- Van Loon LC, Rep M, Pieterse CMJ: Significance of inducible defense-related proteins in infected plants. Annu Rev Phytopathol. 2006, 44: 135-162. 10.1146/annurev.phyto.44.070505.143425.PubMedView ArticleGoogle Scholar
- Chou HM, Bundock N, Rolfe SA, Scholes JD: Infection of Arabidopsis thaliana leaves with Albugo candida (white blister rust) causes a reprogramming of host metabolism. Mol Plant Pathol. 2000, 1: 99-113. 10.1046/j.1364-3703.2000.00013.x.PubMedView ArticleGoogle Scholar
- Fotopoulos V, Gilbert MJ, Pittman JK, Marvier AC, Buchanan AJ, Sauer N, Hall JL, Williams LE: The monosaccharide transporter gene, AtSTP4, and the cell-wall invertase, Atbetafruct1, are induced in Arabidopsis during infection with the fungal biotroph Erysiphe cichoracearum. Plant Physiol. 2003, 132: 821-829. 10.1104/pp.103.021428.PubMedPubMed CentralView ArticleGoogle Scholar
- Bonfig KB, Schreiber U, Gabler A, Roitsch T, Berger S: Infection with virulent and avirulent P. syringae strains differentially affects photosynthesis and sink metabolism in Arabidopsis leaves. Planta. 2006, 225: 1-12. 10.1007/s00425-006-0303-3.PubMedView ArticleGoogle Scholar
- Ditt RF, Kerr KF, De Figueiredo P, Delrow J, Comai L, Nester EW: The Arabidopsis thaliana transcriptome in response to Agrobacterium tumefaciens. Mol Plant-Microbe Interact. 2006, 19: 665-681. 10.1094/MPMI-19-0665.PubMedView ArticleGoogle Scholar
- Quilliam RS, Swarbrick PJ, Scholes JD, Rolfe SA: Imaging photosynthesis in wounded leaves of Arabidopsis thaliana. J Exp Bot. 2006, 57: 55-69.PubMedView ArticleGoogle Scholar
- Rawlings ND, Tolle DP, Barrett AJ: Evolutionary families of peptidase inhibitors. Biochem J. 2004, 378: 705-716. 10.1042/BJ20031825.PubMedPubMed CentralView ArticleGoogle Scholar
- Rawlings ND, Barrett AJ, Bateman A: MEROPS: the database of proteolytic enzymes, their substrates and inhibitors. Nucleic Acids Res. 2012, 40: D343-D350. 10.1093/nar/gkr987.PubMedPubMed CentralView ArticleGoogle Scholar
- Silverstein KAT, Graham MA, Paape TD, VandenBosch KA: Genome organization of more than 300 defensin-like genes in Arabidopsis. Plant Physiol. 2005, 138: 600-610. 10.1104/pp.105.060079.PubMedPubMed CentralView ArticleGoogle Scholar
- Hartl M, Giri AP, Kaur H, Baldwin IT: The multiple functions of plant serine protease inhibitors: defense against herbivores and beyond. Plant Signal Behav. 2011, 6: 1009-1011. 10.4161/psb.6.7.15504.PubMedPubMed CentralView ArticleGoogle Scholar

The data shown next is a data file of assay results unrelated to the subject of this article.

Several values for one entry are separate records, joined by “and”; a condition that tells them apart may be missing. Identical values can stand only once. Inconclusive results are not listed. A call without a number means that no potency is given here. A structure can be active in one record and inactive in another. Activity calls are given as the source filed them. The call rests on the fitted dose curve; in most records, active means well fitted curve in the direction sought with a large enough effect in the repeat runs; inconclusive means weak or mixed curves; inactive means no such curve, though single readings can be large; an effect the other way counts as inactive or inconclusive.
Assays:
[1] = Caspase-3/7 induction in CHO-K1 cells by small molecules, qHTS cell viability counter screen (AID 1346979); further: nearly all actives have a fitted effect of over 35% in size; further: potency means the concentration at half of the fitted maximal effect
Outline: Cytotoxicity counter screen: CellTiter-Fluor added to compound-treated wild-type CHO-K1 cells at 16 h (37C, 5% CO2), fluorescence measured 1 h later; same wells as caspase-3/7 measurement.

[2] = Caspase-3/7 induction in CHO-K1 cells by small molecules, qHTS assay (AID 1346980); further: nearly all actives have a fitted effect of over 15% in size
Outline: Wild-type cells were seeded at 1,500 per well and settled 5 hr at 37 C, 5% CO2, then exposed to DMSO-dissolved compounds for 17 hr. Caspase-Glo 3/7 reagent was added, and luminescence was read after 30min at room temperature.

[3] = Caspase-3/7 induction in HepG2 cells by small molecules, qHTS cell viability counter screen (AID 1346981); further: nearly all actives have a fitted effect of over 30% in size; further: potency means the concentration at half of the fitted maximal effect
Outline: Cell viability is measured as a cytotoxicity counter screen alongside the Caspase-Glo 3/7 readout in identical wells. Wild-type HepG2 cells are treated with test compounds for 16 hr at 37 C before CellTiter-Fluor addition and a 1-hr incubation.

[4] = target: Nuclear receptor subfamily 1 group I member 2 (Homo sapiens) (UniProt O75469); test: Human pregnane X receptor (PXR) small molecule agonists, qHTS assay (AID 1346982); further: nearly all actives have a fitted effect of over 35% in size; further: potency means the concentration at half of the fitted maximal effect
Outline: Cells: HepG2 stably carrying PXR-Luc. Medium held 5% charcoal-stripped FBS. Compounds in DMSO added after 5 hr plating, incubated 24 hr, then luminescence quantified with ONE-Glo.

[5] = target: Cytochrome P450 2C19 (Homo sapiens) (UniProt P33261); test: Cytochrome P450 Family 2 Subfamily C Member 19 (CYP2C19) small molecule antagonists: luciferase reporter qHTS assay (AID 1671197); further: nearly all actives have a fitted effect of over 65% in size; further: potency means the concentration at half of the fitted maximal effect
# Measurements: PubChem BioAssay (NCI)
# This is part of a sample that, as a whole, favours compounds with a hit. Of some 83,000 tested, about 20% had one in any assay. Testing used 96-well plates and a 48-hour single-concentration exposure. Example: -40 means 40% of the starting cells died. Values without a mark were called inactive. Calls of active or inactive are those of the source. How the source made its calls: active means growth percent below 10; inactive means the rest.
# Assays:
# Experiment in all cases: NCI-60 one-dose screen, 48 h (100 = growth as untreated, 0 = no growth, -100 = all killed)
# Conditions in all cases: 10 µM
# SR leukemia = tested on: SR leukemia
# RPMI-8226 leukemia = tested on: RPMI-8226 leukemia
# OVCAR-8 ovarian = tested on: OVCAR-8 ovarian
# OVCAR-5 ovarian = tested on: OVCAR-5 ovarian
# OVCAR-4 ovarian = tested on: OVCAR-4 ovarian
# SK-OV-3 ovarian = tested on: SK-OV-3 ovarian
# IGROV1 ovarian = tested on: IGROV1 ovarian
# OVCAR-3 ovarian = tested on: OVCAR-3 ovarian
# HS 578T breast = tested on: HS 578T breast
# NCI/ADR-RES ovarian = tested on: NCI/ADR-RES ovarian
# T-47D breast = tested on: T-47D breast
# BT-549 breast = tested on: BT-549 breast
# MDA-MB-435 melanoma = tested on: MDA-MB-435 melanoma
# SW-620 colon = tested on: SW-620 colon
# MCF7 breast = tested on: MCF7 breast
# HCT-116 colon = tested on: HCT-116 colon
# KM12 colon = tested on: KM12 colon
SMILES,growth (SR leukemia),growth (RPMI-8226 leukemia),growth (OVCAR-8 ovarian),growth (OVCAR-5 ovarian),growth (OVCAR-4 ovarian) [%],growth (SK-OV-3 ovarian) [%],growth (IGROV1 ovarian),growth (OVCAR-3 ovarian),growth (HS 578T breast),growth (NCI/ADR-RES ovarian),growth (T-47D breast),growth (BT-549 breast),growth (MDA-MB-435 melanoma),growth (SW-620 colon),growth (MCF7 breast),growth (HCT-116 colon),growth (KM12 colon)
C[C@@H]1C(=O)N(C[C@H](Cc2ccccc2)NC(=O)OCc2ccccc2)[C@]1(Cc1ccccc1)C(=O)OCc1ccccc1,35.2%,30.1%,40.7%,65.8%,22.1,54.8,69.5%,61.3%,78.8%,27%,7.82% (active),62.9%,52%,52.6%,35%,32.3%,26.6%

- Morán-Diez E, Rubio B, Domínguez S, Hermosa R, Monte E, Nicolás C: Transcriptomic response of Arabidopsis thaliana after 24 h incubation with the biocontrol fungus Trichoderma harzianum. J Plant Physiol. 2012, 169: 614-620. 10.1016/j.jplph.2011.12.016.PubMedView ArticleGoogle Scholar
- Denoux C, Galletti R, Mammarella N, Gopalan S, Werck D, De Lorenzo G, Ferrari S, Ausubel FM, Dewdney J: Activation of defense response pathways by OGs and Flg22 elicitors in Arabidopsis seedlings. Mol Plant. 2008, 1: 423-445. 10.1093/mp/ssn019.PubMedPubMed CentralView ArticleGoogle Scholar
- Prins A, Mukubi JM, Pellny TK, Verrier PJ, Beyene G, Lopes MS, Emami K, Treumann A, Lelarge-Trouverie C, Noctor G, Kunert KJ, Kerchev P, Foyer CH: Acclimation to high CO2 in maize is related to water status and dependent on leaf rank. Plant Cell Environ. 2011, 34: 314-331. 10.1111/j.1365-3040.2010.02245.x.PubMedView ArticleGoogle Scholar
- Luhua S, Ciftci-Yilmaz S, Harper J, Cushman J, Mittler R: Enhanced tolerance to oxidative stress in transgenic Arabidopsis plants expressing proteins of unknown function. Plant Physiol. 2008, 148: 280-292. 10.1104/pp.108.124875.PubMedPubMed CentralView ArticleGoogle Scholar
- Van Hulten M, Pelser M, Van Loon LC, Pieterse CMJ, Ton J: Costs and benefits of priming for defense in Arabidopsis. Proc Natl Acad Sci USA. 2006, 103: 5602-5607. 10.1073/pnas.0510213103.PubMedPubMed CentralView ArticleGoogle Scholar
- Canet JV, Dobón A, Ibáñez F, Perales L, Tornero P: Resistance and biomass in Arabidopsis: a new model for salicylic acid perception. Plant Biotechnol J. 2010, 8: 126-141. 10.1111/j.1467-7652.2009.00468.x.PubMedView ArticleGoogle Scholar
- Pauwels L, Morreel K, De Witte E, Lammertyn F, Van Montagu M, Boerjan W, Inzé D, Goossens A: Mapping methyl jasmonate-mediated transcriptional reprogramming of metabolism and cell cycle progression in cultured Arabidopsis cells. Proc Natl Acad Sci U S A. 2008, 105: 1380-1385. 10.1073/pnas.0711203105.PubMedPubMed CentralView ArticleGoogle Scholar
- Marsoni M, Bracale M, Espen L, Prinsi B, Negri AS, Vannini C: Proteomic analysis of somatic embryogenesis in Vitis vinifera. Plant Cell Rep. 2008, 27: 347-356. 10.1007/s00299-007-0438-0.PubMedView ArticleGoogle Scholar